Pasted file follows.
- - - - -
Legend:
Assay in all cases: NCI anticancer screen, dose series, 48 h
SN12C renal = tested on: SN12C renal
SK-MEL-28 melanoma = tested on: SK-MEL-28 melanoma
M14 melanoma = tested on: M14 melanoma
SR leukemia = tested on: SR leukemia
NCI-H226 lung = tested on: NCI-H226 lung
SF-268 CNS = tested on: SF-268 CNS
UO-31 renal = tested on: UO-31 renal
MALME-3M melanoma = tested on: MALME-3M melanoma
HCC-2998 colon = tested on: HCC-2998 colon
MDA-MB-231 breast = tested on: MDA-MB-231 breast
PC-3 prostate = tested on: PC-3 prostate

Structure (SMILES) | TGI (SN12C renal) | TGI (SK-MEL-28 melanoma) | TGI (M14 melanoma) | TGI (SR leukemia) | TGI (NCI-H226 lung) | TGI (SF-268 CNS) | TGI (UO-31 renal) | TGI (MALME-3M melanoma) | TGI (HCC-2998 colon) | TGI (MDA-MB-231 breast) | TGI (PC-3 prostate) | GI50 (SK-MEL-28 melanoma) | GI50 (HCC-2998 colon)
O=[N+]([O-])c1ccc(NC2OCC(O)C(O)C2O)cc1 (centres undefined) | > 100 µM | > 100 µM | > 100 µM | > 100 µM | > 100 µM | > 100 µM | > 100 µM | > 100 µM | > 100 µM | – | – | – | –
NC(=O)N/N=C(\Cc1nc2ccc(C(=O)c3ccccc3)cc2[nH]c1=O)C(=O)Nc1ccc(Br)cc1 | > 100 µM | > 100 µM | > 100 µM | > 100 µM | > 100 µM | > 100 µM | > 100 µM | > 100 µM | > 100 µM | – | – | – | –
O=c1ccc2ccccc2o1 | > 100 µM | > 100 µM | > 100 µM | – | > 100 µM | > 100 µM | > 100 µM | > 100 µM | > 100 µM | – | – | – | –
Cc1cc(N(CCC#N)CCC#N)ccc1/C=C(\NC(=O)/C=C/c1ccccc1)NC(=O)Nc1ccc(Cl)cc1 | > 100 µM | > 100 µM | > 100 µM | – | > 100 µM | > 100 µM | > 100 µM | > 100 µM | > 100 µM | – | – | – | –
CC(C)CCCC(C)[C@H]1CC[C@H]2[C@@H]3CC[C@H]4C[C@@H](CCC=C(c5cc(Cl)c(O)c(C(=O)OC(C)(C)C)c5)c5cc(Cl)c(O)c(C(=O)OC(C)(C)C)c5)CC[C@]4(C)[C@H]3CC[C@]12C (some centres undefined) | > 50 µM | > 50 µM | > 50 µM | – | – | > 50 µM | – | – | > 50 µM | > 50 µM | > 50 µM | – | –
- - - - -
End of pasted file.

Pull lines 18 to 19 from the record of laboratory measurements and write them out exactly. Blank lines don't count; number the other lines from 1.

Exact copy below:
Cc1cc(N(CCC#N)CCC#N)ccc1/C=C(\NC(=O)/C=C/c1ccccc1)NC(=O)Nc1ccc(Cl)cc1 | > 100 µM | > 100 µM | > 100 µM | – | > 100 µM | > 100 µM | > 100 µM | > 100 µM | > 100 µM | – | – | – | –
CC(C)CCCC(C)[C@H]1CC[C@H]2[C@@H]3CC[C@H]4C[C@@H](CCC=C(c5cc(Cl)c(O)c(C(=O)OC(C)(C)C)c5)c5cc(Cl)c(O)c(C(=O)OC(C)(C)C)c5)CC[C@]4(C)[C@H]3CC[C@]12C (some centres undefined) | > 50 µM | > 50 µM | > 50 µM | – | – | > 50 µM | – | – | > 50 µM | > 50 µM | > 50 µM | – | –